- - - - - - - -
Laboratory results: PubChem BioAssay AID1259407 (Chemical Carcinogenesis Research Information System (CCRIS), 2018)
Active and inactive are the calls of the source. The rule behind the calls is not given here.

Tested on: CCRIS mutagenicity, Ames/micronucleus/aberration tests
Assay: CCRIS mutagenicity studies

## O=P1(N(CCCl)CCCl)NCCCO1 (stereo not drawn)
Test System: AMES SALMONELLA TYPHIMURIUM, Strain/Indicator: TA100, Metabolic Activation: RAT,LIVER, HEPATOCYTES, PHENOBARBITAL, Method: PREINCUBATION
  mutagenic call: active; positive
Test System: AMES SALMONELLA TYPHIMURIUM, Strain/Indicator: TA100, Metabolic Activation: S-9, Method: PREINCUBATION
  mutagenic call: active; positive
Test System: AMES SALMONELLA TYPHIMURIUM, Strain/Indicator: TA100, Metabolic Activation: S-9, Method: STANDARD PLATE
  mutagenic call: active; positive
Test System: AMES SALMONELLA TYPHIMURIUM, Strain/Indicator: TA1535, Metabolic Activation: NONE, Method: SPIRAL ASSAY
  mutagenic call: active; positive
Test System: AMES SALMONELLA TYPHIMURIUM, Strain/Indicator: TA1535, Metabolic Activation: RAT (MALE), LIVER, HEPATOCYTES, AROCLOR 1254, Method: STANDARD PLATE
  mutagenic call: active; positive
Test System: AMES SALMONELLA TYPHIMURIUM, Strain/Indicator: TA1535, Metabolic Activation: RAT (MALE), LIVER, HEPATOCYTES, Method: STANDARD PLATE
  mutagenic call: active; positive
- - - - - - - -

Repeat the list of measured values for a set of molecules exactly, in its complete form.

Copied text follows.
Laboratory results: PubChem BioAssay AID1259407 (Chemical Carcinogenesis Research Information System (CCRIS), 2018)
Active and inactive are the calls of the source. The rule behind the calls is not given here.

Tested on: CCRIS mutagenicity, Ames/micronucleus/aberration tests
Assay: CCRIS mutagenicity studies

## O=P1(N(CCCl)CCCl)NCCCO1 (stereo not drawn)
Test System: AMES SALMONELLA TYPHIMURIUM, Strain/Indicator: TA100, Metabolic Activation: RAT,LIVER, HEPATOCYTES, PHENOBARBITAL, Method: PREINCUBATION
  mutagenic call: active; positive
Test System: AMES SALMONELLA TYPHIMURIUM, Strain/Indicator: TA100, Metabolic Activation: S-9, Method: PREINCUBATION
  mutagenic call: active; positive
Test System: AMES SALMONELLA TYPHIMURIUM, Strain/Indicator: TA100, Metabolic Activation: S-9, Method: STANDARD PLATE
  mutagenic call: active; positive
Test System: AMES SALMONELLA TYPHIMURIUM, Strain/Indicator: TA1535, Metabolic Activation: NONE, Method: SPIRAL ASSAY
  mutagenic call: active; positive
Test System: AMES SALMONELLA TYPHIMURIUM, Strain/Indicator: TA1535, Metabolic Activation: RAT (MALE), LIVER, HEPATOCYTES, AROCLOR 1254, Method: STANDARD PLATE
  mutagenic call: active; positive
Test System: AMES SALMONELLA TYPHIMURIUM, Strain/Indicator: TA1535, Metabolic Activation: RAT (MALE), LIVER, HEPATOCYTES, Method: STANDARD PLATE
  mutagenic call: active; positive